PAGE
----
SRU second highest in performance funding in PA, according to study by Time Magazine

Published by adviser, Author: Erica Kurvach - Rocket Contributor, Date: May 4, 2012
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Slippery Rock University scored the second highest number of points in academic performance in the state in 2011.

According to Time magazine on Apr. 25, SRU was recognized as one of the top schools who succeeded in performance.  SRU earned as much as $1.5 million a year in performance funding.

The Living Learning Community, FYRST seminar, and the Tutoring Center are the most common influential academic programs.

Dr. Mark Campbell, of Trafford, Pa., has a BA in Physics, a BA in secondary education, an MA in guidance, and a doctoral in higher education administration.

A total of 90 to 95 percent of freshmen attend a FYRST seminar class.

“We look at FYRST Seminar as an extension of orientation,” Campbell said. “Freshmen can meet friends in their major and get to know a professor in their department quickly.”
Nearly every major has a FYRST seminar program. This is the first year for safety management and theater to put together a program.

“In academic services, we help students make friendship early on,” Campbell said.

Campbell believes that by grouping students together and sharing enrollment, students can get help with other students in their class.

Almost all of FYRST seminar classes have peer leaders.

“Some messages are hard to get across to students,” Campbell said. “Students will listen to the peer leader better and can listen to his or her experiences. Some students have a high school way of thinking that tutoring is for those who struggle with classes. The peer leader will recommend tutoring and will show students that it can benefit them.”
In FYRST seminar classes, students can learn what their department expects from them.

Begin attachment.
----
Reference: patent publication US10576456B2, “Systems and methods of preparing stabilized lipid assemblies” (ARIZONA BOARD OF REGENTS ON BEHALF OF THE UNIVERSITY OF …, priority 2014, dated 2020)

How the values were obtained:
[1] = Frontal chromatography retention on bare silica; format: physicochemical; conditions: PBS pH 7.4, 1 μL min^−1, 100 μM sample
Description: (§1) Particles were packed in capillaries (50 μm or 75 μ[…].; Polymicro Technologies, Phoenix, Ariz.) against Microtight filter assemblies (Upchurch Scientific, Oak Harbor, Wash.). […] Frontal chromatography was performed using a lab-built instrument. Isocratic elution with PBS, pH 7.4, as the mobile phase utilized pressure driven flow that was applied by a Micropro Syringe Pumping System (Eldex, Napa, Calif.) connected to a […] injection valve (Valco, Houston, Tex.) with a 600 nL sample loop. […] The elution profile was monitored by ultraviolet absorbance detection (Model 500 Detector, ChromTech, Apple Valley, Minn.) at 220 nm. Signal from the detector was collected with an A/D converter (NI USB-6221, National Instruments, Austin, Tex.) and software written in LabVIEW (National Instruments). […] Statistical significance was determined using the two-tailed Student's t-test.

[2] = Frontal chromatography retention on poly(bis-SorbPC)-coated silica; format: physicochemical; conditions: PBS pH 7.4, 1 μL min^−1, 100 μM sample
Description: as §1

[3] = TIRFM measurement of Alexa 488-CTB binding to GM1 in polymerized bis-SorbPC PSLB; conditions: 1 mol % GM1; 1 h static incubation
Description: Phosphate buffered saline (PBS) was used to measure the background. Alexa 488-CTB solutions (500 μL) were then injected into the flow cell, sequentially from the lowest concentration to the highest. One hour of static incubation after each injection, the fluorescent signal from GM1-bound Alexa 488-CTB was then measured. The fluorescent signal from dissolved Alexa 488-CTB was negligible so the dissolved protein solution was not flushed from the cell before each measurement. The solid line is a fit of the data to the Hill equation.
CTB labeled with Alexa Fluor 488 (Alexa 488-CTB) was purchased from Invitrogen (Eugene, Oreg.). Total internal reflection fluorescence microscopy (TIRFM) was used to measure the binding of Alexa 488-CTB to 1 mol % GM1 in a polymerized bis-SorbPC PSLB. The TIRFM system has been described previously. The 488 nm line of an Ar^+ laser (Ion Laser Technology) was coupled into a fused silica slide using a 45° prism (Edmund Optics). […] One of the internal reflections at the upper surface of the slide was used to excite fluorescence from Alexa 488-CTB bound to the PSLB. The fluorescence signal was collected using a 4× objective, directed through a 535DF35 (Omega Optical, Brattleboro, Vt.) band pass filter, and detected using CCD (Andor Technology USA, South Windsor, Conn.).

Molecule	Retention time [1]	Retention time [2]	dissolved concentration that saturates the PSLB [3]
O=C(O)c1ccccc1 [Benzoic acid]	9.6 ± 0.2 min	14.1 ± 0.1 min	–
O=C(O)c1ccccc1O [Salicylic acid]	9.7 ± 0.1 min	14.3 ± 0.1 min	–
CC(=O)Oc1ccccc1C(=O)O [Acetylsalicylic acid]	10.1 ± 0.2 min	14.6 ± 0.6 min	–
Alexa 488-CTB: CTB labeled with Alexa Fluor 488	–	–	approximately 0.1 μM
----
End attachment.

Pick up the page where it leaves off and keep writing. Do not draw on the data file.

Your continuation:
Campbell will do about 30 one-hour freshmen orientations a semester.

“People who want to get an A in a class are the most popular reasons why they enter the tutoring program,” Campbell said.

He also teaches college workshops and talks about academic services with Carla Hradisky-Coffelt, the director of retention services, 112 North Hall. Hradisky-Coffelt encourages students to come to class to exceed and talks about good decision-making. Campbell’s recommendation is that as soon as a student has questions about a class, he or she should get a tutor.

Students normally get up to two letter grades more than they expected out of the class before getting a tutor. Math and science are the most popular subjects students get tutored for.

The performance funding requirements is competitive. There is a formula the state uses.

“Not many universities have all FYRST seminar programs,” Campbell said. “Students can get to know the professors in their department quickly.”
Campbell used to be a private tutor when he went to college. He tutored statistics and physics. Last time SRU was recognized nationally for their performance in the media was in the Princeton Review in 2003.

“I am thrilled to see SRU in Time magazine,” Campbell said. “The last time we made national media was in the Princeton Review in 2003.”
The highest number of points universities can earn is 14 points. SRU scored 12.5 points. Bloomsburg was the highest in the state at 13 points.

Provost William Williams is excited that SRU was featured in Time magazine.

“The bigger the school, the more money it can get,” Williams said.

There is a long list of how many targets the school has to meet. SRU met 94.9 percent of its targets. Last year, SRU met 39 out of 40 of its baseline evaluation, 15 out 20 in benchmark evaluation, and 39 out of 40 in the summary evaluation.

Williams is creating a new performance plan. The categories are success for students, access to opportunities, and stewardship.

On May 3, the state system, Peter Garland, Lewis Johnson, and George Perell, and Williams talked about the new plan.

“We want to create performance indicators that we can do well in,” Williams said. “The institution wants to help the areas where the institution has the resources.”
SRU is already identified for its traditional-aged resident students, so the administration plans on spending less on commuter benefits. Williams focuses on recruiting students into healthcare and exercise science programs.

Some of SRU’s goals are to increase its faculty production, faculty diversity, terminal degree faculty, retentive rate of first and second year students, and graduation rates.

In 1981, Williams started working at SRU in the English Department. On Jan. 2, 2003, he became provost and is planning to leave his position by the end of the fall semester.

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